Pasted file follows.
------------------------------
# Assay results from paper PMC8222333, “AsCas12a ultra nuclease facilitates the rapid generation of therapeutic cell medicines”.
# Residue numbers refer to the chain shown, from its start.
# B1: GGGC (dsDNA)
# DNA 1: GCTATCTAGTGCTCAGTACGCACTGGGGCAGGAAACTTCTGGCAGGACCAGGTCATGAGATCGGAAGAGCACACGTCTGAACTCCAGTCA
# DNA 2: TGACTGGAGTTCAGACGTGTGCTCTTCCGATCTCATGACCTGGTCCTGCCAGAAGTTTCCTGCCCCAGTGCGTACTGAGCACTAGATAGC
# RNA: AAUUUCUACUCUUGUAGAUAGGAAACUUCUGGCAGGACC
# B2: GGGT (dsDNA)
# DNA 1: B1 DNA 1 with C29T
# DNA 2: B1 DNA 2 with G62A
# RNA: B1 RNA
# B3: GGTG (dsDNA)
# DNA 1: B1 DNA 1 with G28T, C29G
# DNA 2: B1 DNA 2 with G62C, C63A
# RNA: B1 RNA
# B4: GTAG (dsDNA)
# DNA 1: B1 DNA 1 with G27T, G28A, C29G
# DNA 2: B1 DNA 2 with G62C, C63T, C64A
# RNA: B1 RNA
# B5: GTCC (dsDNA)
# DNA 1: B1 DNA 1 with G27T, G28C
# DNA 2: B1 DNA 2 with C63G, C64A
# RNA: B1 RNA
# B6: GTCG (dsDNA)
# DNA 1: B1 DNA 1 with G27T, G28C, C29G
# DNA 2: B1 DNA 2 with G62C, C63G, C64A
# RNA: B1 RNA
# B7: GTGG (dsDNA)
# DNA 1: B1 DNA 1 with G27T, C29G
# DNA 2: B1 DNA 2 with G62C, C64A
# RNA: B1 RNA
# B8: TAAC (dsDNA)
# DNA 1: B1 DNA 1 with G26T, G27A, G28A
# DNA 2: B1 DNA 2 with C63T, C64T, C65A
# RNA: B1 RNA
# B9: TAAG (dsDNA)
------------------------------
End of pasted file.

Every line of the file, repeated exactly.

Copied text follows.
# Assay results from paper PMC8222333, “AsCas12a ultra nuclease facilitates the rapid generation of therapeutic cell medicines”.
# Residue numbers refer to the chain shown, from its start.
# B1: GGGC (dsDNA)
# DNA 1: GCTATCTAGTGCTCAGTACGCACTGGGGCAGGAAACTTCTGGCAGGACCAGGTCATGAGATCGGAAGAGCACACGTCTGAACTCCAGTCA
# DNA 2: TGACTGGAGTTCAGACGTGTGCTCTTCCGATCTCATGACCTGGTCCTGCCAGAAGTTTCCTGCCCCAGTGCGTACTGAGCACTAGATAGC
# RNA: AAUUUCUACUCUUGUAGAUAGGAAACUUCUGGCAGGACC
# B2: GGGT (dsDNA)
# DNA 1: B1 DNA 1 with C29T
# DNA 2: B1 DNA 2 with G62A
# RNA: B1 RNA
# B3: GGTG (dsDNA)
# DNA 1: B1 DNA 1 with G28T, C29G
# DNA 2: B1 DNA 2 with G62C, C63A
# RNA: B1 RNA
# B4: GTAG (dsDNA)
# DNA 1: B1 DNA 1 with G27T, G28A, C29G
# DNA 2: B1 DNA 2 with G62C, C63T, C64A
# RNA: B1 RNA
# B5: GTCC (dsDNA)
# DNA 1: B1 DNA 1 with G27T, G28C
# DNA 2: B1 DNA 2 with C63G, C64A
# RNA: B1 RNA
# B6: GTCG (dsDNA)
# DNA 1: B1 DNA 1 with G27T, G28C, C29G
# DNA 2: B1 DNA 2 with G62C, C63G, C64A
# RNA: B1 RNA
# B7: GTGG (dsDNA)
# DNA 1: B1 DNA 1 with G27T, C29G
# DNA 2: B1 DNA 2 with G62C, C64A
# RNA: B1 RNA
# B8: TAAC (dsDNA)
# DNA 1: B1 DNA 1 with G26T, G27A, G28A
# DNA 2: B1 DNA 2 with C63T, C64T, C65A
# RNA: B1 RNA
# B9: TAAG (dsDNA)